Cyclists competing in the Catalonia Cycling Volta in 2005, pass through Andorra. The tiny nation is home to the population with the highest life expectancy.

Cesar Rangel/AFP/Getty Images

Babies born in the United States in 2005 are expected to live an average of 77.9 years, according to a 2007 study by the national Centers for Disease Control and Prevention's National Center for Health Statistics. That's an increase of more than 30 years since 1900, when Americans were expected to live just 47.3 years [source: Medline Plus]. While the increase is impressive, America is not at the top of the list for life expectancy. Actually, the United States ranks behind 41 other countries.

Residents of Okinawa, a Japanese island, have long been endowed with high life expectancies. In 2002, there were 34.7 people 100 years or older per 100,000 residents, the highest life expectancy of any area in the world [source: USA Today]. People so envy Okinawans' vitality that doctors created a popular diet based on theirs to help others try to live longer. Still, while Okinawa may feature the highest population of centenarians -- people who are 100 years of age or older -- Japan is ranked second in life expectancy with an average of 82.

So to whom does the honor of first place go? It's a country you may never have heard of. The residents of Andorra, a tiny mountain nation in the Pyrenees between France and Spain, are expected to live to the ripe old age of 83.5. But why are Andorrans expected to live so much longer than anyone else? And how can you calculate something as unpredictable as how long someone will live?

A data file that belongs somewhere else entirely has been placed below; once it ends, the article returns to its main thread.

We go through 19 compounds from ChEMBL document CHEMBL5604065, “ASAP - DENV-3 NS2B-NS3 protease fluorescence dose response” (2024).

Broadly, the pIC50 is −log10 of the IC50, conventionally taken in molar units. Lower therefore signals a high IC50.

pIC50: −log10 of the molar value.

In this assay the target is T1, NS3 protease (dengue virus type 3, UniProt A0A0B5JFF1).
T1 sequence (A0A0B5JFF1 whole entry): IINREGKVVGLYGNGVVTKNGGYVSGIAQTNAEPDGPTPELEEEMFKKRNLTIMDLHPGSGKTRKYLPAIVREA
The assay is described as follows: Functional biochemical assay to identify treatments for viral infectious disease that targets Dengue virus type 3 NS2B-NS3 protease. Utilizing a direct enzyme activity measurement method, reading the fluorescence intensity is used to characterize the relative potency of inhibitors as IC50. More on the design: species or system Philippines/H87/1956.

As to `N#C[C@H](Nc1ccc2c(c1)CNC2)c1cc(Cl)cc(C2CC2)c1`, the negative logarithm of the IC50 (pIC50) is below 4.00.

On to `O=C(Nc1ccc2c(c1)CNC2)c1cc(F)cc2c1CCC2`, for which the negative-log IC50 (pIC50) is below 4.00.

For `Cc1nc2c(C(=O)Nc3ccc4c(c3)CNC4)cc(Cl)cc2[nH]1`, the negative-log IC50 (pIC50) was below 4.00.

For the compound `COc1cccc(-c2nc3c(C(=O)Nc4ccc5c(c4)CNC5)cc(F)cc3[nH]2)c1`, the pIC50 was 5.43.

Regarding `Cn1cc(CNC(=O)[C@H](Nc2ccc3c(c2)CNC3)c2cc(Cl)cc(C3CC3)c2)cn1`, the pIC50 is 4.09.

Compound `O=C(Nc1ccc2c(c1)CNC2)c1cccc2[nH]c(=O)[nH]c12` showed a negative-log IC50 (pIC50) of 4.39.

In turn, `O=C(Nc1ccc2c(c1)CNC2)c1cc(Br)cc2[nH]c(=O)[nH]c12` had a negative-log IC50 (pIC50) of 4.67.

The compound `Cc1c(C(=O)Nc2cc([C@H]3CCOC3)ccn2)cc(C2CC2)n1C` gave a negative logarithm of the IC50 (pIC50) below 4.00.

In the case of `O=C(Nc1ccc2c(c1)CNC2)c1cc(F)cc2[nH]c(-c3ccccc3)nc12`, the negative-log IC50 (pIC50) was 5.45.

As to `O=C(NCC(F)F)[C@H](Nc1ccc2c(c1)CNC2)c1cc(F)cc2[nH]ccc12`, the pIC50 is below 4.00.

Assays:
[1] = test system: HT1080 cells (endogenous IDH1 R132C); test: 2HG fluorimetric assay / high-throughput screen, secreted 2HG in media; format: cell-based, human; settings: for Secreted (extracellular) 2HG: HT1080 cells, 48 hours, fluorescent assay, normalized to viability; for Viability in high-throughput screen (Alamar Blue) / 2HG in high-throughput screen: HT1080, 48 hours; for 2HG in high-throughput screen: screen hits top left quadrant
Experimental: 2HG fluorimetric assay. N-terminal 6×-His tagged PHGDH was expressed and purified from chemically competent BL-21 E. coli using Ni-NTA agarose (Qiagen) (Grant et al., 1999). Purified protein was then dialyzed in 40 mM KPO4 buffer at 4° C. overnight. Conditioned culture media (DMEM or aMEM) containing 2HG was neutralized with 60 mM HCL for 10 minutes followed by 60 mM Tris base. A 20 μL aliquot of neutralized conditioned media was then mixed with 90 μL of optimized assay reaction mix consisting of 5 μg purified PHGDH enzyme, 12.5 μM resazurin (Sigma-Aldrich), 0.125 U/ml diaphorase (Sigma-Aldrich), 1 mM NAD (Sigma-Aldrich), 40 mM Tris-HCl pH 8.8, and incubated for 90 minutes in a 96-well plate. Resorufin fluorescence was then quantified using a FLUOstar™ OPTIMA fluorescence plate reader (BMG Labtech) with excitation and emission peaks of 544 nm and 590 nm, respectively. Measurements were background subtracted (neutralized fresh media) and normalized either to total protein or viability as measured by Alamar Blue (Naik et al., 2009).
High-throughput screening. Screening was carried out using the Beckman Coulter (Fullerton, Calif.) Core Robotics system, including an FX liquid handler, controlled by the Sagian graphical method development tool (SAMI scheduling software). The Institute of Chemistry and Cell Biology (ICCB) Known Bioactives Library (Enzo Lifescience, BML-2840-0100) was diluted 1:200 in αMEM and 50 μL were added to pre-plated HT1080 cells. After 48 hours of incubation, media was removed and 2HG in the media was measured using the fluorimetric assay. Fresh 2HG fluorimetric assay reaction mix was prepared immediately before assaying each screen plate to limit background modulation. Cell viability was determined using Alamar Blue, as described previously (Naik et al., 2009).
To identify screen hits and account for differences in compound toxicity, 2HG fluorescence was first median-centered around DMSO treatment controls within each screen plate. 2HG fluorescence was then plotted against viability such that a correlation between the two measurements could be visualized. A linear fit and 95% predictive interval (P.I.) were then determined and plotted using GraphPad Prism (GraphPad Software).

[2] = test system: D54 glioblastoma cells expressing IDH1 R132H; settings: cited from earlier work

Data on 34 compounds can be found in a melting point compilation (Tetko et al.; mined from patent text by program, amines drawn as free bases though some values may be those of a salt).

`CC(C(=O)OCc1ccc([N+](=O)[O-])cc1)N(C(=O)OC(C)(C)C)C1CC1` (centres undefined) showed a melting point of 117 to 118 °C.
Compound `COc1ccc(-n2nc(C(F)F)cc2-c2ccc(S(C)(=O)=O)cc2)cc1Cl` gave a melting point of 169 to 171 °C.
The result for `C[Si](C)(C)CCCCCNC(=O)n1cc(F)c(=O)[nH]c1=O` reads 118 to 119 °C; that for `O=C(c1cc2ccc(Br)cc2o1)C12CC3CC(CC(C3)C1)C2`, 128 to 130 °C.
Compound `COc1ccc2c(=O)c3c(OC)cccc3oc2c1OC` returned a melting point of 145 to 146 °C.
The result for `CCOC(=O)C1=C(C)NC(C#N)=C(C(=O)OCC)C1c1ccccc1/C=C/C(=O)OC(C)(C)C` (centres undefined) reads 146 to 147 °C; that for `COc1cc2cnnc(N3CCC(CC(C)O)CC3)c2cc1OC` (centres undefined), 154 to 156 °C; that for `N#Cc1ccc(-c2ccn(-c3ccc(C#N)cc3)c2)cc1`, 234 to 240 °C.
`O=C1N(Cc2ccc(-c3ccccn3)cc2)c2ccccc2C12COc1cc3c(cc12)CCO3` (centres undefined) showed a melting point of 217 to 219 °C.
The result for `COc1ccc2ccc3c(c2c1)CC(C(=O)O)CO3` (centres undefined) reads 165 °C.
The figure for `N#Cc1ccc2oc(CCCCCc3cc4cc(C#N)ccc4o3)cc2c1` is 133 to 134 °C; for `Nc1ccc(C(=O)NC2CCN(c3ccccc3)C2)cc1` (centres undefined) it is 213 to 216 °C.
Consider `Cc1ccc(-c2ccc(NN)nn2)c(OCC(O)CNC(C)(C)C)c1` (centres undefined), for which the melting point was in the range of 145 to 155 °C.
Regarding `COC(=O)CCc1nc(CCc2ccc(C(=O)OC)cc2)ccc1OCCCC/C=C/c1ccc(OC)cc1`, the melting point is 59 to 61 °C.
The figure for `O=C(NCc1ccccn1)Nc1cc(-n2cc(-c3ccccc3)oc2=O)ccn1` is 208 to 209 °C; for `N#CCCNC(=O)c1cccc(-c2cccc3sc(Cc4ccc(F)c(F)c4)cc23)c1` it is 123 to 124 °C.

Roughly the same area as New Orleans, La., or Warsaw, Poland, Andorra is home to around 72,000 people. It was established in 1278, but was a co-principality -- ruled jointly by Spain and France -- until 1993, when it became a democracy.

It was ge­nerally a poor country until after ­World War II, when Andorra reinvented itself as a tourist destination for skiing. Now, with a gross domestic product (GDP) -- the total of all of the goods and services produced in a year -- of $2.77 billion U.S., Andorra has what the CIA characterizes as a "well-to-do" economy.

But wealth alone doesn't grant a lengthy life expectancy. The United States is one of the world's richest countries, with a GDP of $43,500 per person. Andorra has a per capita GDP of $38,800 [source: CIA]. Read about other factors that affect life expectancy on the next page.